The decision by the Abu Dhabi government to shut down groceries across the emirate that fail to modernise has put the future of many grocers on the line.
Abu Dhabi grocers' lives hang in the balance
When Amer Ali's father first set up his grocery business in Abu Dhabi more than 30 years ago, his shop was made of plywood and surrounded by sand.
There were hardly any buildings nearby and the spot, in the now-busy and built-up Muroor Road area, looked very different to how it appears today.
Mr Ali, now 39, was a child when his father left India to start a new life, and he remembers hearing some tales.
"My father came to the UAE in a ship, which took seven to 10 days. At that time there were no buildings [here] - only in the downtown area. I remember my dad telling me that they made the shop with plywood," he said.
"There was a strong storm one day. The entire area was full of sand at the time and there were no buildings, so when the wind blew the entire shop blew over and it was a major loss for us. I was in India and about 11 but I heard about it. When my dad came for a vacation he used to tell me."
About 16 years ago Mr Ali left his home in Kerala and arrived in Abu Dhabi, where he was able to see his father's business with his own eyes.
"It would never occur to me that I would come here from India, but my father brought me. After seeing him in the grocery business I had to follow him," he said.
The following year Mr Ali took over from his father, Kuni Mohideen, who later moved back to India before passing away six years ago at the age of 78.
When Mr Ali took over the business, which supported his family in India, it was housed in a rented building, but there was still little development surrounding it.
"There were only three buildings in the area at the time. It looked very different to now. There was a pond here and some crows and birds. There was a cement factory and in the next area there was a school," he said.
In time-honoured fashion, children used to make their way to the shop to buy chocolate, drinks and crisps.
His regular customers came from a handful of companies located in the area.
Mr Ali, who now has a wife and two children - who remain in India - remembers when there was no water supply and a tanker used to supply the buildings.
"Before, there used to be only sand in the area and people used to walk or some people used to drive with great difficulty in the sand.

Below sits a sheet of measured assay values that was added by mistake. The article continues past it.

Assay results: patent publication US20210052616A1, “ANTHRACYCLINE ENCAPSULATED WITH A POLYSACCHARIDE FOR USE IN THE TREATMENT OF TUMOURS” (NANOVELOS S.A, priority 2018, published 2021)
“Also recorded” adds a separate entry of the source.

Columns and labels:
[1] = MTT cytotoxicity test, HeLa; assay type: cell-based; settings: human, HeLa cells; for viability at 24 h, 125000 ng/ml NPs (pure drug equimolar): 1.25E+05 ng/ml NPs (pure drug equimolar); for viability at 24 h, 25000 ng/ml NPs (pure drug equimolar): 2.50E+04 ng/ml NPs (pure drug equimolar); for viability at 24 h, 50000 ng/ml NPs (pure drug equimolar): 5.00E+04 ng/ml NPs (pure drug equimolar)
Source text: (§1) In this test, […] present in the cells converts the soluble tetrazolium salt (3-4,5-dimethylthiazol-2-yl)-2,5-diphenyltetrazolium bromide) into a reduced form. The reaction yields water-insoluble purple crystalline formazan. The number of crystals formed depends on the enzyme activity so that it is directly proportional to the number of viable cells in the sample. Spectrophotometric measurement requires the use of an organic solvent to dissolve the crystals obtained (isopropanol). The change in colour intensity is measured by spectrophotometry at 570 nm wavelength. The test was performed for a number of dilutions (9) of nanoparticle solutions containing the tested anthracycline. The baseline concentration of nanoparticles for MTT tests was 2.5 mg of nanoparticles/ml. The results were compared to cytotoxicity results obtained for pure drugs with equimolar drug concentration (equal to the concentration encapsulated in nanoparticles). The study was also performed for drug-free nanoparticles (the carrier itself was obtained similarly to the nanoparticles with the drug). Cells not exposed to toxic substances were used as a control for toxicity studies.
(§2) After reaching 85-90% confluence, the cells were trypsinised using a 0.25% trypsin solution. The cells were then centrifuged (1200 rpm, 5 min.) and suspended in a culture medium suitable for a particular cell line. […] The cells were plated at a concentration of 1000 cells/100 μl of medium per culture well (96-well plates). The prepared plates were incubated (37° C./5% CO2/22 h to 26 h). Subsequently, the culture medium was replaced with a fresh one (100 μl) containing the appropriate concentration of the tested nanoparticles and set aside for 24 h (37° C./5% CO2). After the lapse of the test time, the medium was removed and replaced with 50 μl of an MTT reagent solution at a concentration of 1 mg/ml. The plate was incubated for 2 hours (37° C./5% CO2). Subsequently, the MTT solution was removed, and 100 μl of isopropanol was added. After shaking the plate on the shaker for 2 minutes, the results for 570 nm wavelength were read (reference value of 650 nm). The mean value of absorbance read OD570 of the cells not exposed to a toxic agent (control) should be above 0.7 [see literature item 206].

"If they walked their entire clothes would be covered in sand. It has changed so much and become much more beautiful," he said.
Today the grocery, which is named after him, is located just a few buildings away from where it was when he first took over. But it is no longer filled with the colourful supplies it once was.
As Mr Ali recalled its history he leaned against some shelves that now stand eerily empty. The rows of colourful tins and packets of food have gone and there are no customers with whom to pass the time of day.
He said he could not afford the Dh250,000 it would cost to upgrade the premises in line with the new regulations, and he now faces a very different future.
He is considering returning to India to set up a small business but would prefer to stay in the UAE and run a smoking or gift shop in a different location, if he can find a good sponsor.
He has to throw away food worth about Dh26,000, other items and equipment from the shop. He is also owed nearly Dh20,000 by customers who pay on a monthly basis, he said, and expects to recover only about Dh8,000. Many people do not know that he has closed and will have no way of reaching him to pay.
"I think my father would have gone back to India if he was here. You cannot help it if there are changes in the law - you have to follow it," he said, adding that he does not feel sad.
"By having a feeling, what would I gain? I will lose my health if I think about it too much."